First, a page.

Major housing projects contributing to City’s state targets, according to report

Photo courtesy of City of Cupertino Facebook page.Photo courtesy of City of Cupertino Facebook page.

At least on paper, the City of Cupertino is meeting its state-mandated housing allocation goals thanks to some major projects, according to a report headed to the California Department of Housing and Community Development.

The City Council reviewed the annual Housing Element progress report during its meeting on March 19. The Housing Element requires state jurisdictions to plan every eight years for more housing in the city. This effort leads to the Regional Housing Needs Allocation, a targeted number of housing units in cities at varying affordability levels.

According to a report given to the council by City Senior Planner Kerri Heusler, the City’s RHNA goal is 1,064 new units. The City says it has “far exceeded” its RHNA obligation to date in three of the four housing unit affordability categories. These categories include: extremely low/very-low income, low-income, moderate-income, and above-moderate income units.

Cupertino is meeting these targets on the backs of major housing development projects that have been entitled by the City, but not yet built. The report includes the Vallco Town Center project, which alone will yield 2,402 units, half of which would be reserved for extremely low/very-low income levels. Demolition on portions of the mall recently began to make way for the development, which was approved in September without City Council review through new legislation called SB35.

The Vallco project has been the subject of the City Council’s Housing Element planning for many years, though it remains unclear if all units at Vallco Town Center will house residents before the next Housing Element eight-year planning cycle.

Additional entitled projects that have not yet been built include units at The Hamptons apartment complex and a project at the site of Marina Foods. Those projects would yield 600 and 188 units, respectively. Combined with the Vallco project, this totals to 3,190 units.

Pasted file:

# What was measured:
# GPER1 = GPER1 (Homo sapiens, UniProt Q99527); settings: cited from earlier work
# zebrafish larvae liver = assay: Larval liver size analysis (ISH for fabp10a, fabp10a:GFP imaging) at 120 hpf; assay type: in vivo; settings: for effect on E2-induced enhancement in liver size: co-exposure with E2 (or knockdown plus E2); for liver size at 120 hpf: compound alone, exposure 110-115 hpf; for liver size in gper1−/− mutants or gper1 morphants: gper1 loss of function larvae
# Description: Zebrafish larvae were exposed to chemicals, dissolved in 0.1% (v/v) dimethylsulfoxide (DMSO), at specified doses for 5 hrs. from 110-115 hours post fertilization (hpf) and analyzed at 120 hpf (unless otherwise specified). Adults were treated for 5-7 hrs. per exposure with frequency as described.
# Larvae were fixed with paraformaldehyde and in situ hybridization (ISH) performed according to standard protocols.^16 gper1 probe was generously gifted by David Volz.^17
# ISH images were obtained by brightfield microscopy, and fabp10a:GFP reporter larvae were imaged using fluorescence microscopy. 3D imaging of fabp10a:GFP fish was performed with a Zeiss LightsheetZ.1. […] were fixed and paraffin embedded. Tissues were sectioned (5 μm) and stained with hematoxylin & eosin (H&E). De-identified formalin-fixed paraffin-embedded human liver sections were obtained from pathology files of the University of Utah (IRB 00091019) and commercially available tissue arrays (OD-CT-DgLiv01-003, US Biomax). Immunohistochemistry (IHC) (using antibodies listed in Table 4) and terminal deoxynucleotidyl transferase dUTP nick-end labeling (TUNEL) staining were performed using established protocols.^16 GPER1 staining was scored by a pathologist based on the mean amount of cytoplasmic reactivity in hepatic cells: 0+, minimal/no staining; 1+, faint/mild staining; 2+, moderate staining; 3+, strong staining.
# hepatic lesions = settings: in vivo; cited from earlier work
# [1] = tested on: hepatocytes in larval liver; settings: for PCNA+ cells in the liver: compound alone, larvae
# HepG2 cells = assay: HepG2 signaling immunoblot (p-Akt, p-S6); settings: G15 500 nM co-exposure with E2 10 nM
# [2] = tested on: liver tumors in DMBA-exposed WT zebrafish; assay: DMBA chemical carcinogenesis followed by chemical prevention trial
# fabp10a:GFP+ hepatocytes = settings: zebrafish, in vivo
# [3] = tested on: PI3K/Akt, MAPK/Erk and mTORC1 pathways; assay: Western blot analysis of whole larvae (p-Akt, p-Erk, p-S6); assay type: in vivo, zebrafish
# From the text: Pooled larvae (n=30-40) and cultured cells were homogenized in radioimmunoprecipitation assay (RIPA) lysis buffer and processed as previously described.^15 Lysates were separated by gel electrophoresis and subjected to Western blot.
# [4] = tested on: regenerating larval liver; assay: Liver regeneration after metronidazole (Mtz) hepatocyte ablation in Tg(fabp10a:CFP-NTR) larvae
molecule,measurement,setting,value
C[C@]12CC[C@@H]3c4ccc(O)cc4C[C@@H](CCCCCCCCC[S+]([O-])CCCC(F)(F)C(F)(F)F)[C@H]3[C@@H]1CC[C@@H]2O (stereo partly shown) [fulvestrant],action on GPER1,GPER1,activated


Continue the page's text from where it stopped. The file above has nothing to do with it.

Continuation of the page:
Heusler told the council that the only type of units that have not been fully entitled to meet RHNA goals are moderate income units, of which another 140 are needed. Many of the moderate income units that have been entitled are accessory dwelling units, Heusler said.

Cupertino’s most recent Housing Element was adopted in 2015. Each jurisdiction must prepare an annual progress report on the status and progress in implementing its Housing Element. The report is due April 1.

3 Comments on "Major housing projects contributing to City’s state targets, according to report"

  1. I would love to move to the city of Cupertino can you send me some of these project housing information and how to get started. if a good idea for a omen with children

  2. This headline is misleading. The state is looking for actual production, not entitlements which may never get built. The RHNA numbers are dreadful – only 19 units under construction out of 356 units. Cupertino has “entitled” the Hamptons and Marina, but neither one has pulled building permits to put “shovels in the ground”. Vallco and the Oaks housing have been blocked. Bottom line, Cupertino is NOT contributing to solving the housing crisis.

  3. Cupertino was scammed by the state housing agency, HCD in the RHNA numbers. Cities in southern California (SCAG) had reduced RHNA numbers. HCD required only 2 low income houses/units to be built by each of these cities: Beverly Hills, Newport Beach, Malibu, Laguna Beach, Costa Mesa, Hermosa Beach, and Compton. Why isn’t Cupertino suing HCD for unfair, unjust, and unequal distribution of RHNA numbers? The state housing law is a scam.

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